The latest studies from the Reproducibility Project: Cancer Biology have had greater success in repeating two studies, ScienceInsider reports.
Reproducibility Project: Cancer Biology was started in 2014 by the journal eLife, Center for Open Science, and Science Exchange to replicate the findings of some high-profile preclinical cancer studies.
In January, project reported the first results of its effort, though with mixed results. For instance, two of the replication studies were fairly successful, though they had flaws of their own, and two others couldn't be directly compared to the original studies. The fifth couldn't be replicated.
In one of the new replication studies, researchers from the University of California Davis, were able to generate similar results to a 2010 paper that reported IDH1 and IDH2 mutations in some cancers stimulate growth, while in the other, researchers from the University of Pennsylvania and ProNovus Bioscience report similar results to a 2011 paper that a BET inhibitor could kill leukemia cells in vitro. Unlike the original article, the Penn-ProNovus team didn't find that mice treated with a BET inhibitor lived longer.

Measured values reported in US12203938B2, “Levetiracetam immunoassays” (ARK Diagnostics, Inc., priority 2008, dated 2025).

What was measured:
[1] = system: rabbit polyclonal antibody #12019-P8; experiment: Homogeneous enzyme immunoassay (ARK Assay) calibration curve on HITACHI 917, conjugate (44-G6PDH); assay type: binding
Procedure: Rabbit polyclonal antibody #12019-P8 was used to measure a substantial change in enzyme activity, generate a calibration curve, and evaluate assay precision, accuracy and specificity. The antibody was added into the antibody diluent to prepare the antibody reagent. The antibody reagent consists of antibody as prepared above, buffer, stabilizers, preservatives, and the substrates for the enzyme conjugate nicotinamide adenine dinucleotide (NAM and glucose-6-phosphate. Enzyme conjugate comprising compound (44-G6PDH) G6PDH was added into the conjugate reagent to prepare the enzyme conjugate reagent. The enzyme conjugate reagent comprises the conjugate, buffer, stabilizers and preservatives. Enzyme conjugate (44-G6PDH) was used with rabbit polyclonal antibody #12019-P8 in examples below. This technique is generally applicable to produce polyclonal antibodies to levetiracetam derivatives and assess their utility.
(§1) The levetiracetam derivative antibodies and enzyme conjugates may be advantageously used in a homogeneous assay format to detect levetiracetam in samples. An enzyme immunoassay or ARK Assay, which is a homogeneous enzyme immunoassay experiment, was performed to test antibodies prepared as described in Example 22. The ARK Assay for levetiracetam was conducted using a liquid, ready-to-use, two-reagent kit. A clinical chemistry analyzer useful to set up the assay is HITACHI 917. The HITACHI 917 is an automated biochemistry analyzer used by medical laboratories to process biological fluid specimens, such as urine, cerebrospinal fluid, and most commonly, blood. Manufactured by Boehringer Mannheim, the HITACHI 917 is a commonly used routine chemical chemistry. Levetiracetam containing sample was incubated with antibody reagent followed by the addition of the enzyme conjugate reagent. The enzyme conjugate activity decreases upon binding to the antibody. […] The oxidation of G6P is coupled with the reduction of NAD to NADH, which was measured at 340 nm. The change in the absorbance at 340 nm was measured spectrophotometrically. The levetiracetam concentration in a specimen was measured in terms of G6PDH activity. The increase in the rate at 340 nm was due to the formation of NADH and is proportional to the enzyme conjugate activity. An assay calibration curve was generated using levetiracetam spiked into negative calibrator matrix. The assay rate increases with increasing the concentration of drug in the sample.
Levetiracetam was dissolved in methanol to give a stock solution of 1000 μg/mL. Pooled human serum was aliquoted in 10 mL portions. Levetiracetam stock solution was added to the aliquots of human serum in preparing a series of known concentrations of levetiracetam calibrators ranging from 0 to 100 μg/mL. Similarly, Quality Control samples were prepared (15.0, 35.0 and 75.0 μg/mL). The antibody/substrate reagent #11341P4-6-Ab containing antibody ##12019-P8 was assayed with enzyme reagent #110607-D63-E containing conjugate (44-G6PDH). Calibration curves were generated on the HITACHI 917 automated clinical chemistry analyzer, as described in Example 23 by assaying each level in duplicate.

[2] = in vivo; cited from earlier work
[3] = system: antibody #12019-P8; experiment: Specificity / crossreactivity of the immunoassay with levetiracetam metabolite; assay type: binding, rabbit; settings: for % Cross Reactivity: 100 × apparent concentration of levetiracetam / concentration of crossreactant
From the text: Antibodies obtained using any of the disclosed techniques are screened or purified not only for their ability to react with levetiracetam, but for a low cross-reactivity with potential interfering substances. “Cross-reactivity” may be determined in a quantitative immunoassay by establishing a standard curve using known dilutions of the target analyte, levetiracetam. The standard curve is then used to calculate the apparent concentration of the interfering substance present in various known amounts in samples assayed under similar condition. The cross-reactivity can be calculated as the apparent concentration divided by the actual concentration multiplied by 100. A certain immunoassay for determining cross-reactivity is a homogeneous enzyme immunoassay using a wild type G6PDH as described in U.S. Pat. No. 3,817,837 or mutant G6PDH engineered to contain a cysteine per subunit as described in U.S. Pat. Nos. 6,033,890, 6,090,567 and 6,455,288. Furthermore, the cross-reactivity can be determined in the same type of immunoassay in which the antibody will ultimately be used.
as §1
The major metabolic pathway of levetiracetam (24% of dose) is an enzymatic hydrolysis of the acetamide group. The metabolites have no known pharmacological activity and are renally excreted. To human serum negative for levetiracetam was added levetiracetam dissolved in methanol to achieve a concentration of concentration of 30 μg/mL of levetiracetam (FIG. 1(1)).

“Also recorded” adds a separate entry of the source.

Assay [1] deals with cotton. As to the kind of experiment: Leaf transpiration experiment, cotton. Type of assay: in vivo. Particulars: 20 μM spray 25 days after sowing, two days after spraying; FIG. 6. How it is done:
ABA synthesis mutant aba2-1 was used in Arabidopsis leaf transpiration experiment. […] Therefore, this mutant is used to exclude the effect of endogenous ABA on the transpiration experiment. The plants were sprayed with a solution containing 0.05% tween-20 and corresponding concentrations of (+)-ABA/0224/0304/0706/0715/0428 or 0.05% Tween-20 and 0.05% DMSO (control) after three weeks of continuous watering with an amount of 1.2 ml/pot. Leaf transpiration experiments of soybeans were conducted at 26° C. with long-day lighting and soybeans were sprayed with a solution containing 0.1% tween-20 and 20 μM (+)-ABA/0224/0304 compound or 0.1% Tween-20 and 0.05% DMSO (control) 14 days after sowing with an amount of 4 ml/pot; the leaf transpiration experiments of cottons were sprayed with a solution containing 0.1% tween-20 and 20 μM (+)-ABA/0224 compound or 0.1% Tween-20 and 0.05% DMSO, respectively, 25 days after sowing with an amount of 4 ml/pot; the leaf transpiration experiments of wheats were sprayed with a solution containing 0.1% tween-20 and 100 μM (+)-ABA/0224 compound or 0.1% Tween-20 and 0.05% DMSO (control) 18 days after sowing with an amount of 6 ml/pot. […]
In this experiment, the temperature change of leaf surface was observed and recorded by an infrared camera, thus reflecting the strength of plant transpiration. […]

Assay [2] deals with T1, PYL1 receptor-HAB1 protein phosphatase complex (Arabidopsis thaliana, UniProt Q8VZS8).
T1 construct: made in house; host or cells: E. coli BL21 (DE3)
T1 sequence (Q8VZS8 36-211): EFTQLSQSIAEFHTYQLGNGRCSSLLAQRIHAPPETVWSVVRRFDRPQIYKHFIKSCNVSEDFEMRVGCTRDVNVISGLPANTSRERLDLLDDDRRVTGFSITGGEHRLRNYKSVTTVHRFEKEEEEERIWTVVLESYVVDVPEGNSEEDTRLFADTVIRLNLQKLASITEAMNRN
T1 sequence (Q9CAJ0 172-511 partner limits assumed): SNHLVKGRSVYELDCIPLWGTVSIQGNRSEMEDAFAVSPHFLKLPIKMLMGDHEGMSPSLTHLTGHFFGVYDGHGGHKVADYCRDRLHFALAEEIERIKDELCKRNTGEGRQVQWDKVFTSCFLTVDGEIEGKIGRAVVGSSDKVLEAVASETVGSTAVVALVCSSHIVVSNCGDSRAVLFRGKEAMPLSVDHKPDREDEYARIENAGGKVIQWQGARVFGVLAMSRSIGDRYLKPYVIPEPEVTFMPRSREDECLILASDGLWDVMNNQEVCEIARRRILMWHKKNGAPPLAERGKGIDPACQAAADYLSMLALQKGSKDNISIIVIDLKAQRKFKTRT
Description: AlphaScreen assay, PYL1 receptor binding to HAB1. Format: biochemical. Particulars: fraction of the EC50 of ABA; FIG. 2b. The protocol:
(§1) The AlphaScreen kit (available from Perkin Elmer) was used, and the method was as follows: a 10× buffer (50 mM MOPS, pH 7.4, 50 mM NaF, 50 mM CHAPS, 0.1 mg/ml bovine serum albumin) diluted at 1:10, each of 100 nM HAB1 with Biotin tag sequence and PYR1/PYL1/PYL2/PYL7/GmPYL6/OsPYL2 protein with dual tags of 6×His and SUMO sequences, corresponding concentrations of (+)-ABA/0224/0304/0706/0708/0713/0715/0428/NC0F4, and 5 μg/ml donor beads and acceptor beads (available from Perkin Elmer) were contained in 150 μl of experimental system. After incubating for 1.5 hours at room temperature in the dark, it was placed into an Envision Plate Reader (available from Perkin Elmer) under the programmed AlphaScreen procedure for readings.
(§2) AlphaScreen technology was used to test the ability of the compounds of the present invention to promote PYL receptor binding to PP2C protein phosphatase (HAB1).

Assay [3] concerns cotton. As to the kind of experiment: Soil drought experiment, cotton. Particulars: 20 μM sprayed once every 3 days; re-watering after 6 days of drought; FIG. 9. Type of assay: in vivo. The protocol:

ScienceInsider notes, though, that the replication team conducted the mouse experiment slightly differently than the original team did, which may have influenced the results. "I think we should be careful not to make too much of the absence of statistically significant differences in survival as an endpoint," Karen Adelman from Harvard University and the eLife editor who oversaw reviews of the replication paper tells ScienceInsider.